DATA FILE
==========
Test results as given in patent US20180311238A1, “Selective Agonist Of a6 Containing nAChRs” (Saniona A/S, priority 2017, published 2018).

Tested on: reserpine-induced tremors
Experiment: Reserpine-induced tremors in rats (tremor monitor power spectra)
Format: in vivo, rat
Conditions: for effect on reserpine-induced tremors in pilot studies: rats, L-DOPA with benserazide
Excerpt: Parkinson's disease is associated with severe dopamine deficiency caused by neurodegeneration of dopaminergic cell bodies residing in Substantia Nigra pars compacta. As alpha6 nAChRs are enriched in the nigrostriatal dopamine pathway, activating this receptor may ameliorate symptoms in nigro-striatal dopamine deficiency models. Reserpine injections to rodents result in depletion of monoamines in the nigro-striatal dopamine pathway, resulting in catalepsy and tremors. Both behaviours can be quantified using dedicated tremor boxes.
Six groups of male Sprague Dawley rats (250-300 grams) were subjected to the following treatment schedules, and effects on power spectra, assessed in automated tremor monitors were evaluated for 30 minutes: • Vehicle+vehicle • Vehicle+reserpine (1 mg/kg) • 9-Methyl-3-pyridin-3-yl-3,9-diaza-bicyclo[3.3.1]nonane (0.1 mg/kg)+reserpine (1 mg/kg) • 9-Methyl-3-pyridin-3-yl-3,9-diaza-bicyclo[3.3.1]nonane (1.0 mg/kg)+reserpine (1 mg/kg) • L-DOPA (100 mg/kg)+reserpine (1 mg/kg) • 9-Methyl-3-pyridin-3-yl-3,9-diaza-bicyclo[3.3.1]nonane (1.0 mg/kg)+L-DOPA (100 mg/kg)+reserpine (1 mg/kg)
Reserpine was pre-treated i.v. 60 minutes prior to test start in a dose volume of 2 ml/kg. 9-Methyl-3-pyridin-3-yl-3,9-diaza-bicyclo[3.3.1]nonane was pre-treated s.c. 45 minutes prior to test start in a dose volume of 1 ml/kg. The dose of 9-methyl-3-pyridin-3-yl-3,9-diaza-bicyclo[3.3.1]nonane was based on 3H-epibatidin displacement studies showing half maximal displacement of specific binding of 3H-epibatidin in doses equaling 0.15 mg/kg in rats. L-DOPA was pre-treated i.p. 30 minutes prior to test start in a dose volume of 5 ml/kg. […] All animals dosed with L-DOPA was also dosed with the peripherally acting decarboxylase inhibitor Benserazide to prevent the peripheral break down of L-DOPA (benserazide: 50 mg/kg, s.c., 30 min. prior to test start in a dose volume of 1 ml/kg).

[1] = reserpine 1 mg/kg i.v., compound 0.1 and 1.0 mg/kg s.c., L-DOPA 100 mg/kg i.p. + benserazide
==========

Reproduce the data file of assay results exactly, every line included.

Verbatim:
Test results as given in patent US20180311238A1, “Selective Agonist Of a6 Containing nAChRs” (Saniona A/S, priority 2017, published 2018).

Tested on: reserpine-induced tremors
Experiment: Reserpine-induced tremors in rats (tremor monitor power spectra)
Format: in vivo, rat
Conditions: for effect on reserpine-induced tremors in pilot studies: rats, L-DOPA with benserazide
Excerpt: Parkinson's disease is associated with severe dopamine deficiency caused by neurodegeneration of dopaminergic cell bodies residing in Substantia Nigra pars compacta. As alpha6 nAChRs are enriched in the nigrostriatal dopamine pathway, activating this receptor may ameliorate symptoms in nigro-striatal dopamine deficiency models. Reserpine injections to rodents result in depletion of monoamines in the nigro-striatal dopamine pathway, resulting in catalepsy and tremors. Both behaviours can be quantified using dedicated tremor boxes.
Six groups of male Sprague Dawley rats (250-300 grams) were subjected to the following treatment schedules, and effects on power spectra, assessed in automated tremor monitors were evaluated for 30 minutes: • Vehicle+vehicle • Vehicle+reserpine (1 mg/kg) • 9-Methyl-3-pyridin-3-yl-3,9-diaza-bicyclo[3.3.1]nonane (0.1 mg/kg)+reserpine (1 mg/kg) • 9-Methyl-3-pyridin-3-yl-3,9-diaza-bicyclo[3.3.1]nonane (1.0 mg/kg)+reserpine (1 mg/kg) • L-DOPA (100 mg/kg)+reserpine (1 mg/kg) • 9-Methyl-3-pyridin-3-yl-3,9-diaza-bicyclo[3.3.1]nonane (1.0 mg/kg)+L-DOPA (100 mg/kg)+reserpine (1 mg/kg)
Reserpine was pre-treated i.v. 60 minutes prior to test start in a dose volume of 2 ml/kg. 9-Methyl-3-pyridin-3-yl-3,9-diaza-bicyclo[3.3.1]nonane was pre-treated s.c. 45 minutes prior to test start in a dose volume of 1 ml/kg. The dose of 9-methyl-3-pyridin-3-yl-3,9-diaza-bicyclo[3.3.1]nonane was based on 3H-epibatidin displacement studies showing half maximal displacement of specific binding of 3H-epibatidin in doses equaling 0.15 mg/kg in rats. L-DOPA was pre-treated i.p. 30 minutes prior to test start in a dose volume of 5 ml/kg. […] All animals dosed with L-DOPA was also dosed with the peripherally acting decarboxylase inhibitor Benserazide to prevent the peripheral break down of L-DOPA (benserazide: 50 mg/kg, s.c., 30 min. prior to test start in a dose volume of 1 ml/kg).

[1] = reserpine 1 mg/kg i.v., compound 0.1 and 1.0 mg/kg s.c., L-DOPA 100 mg/kg i.p. + benserazide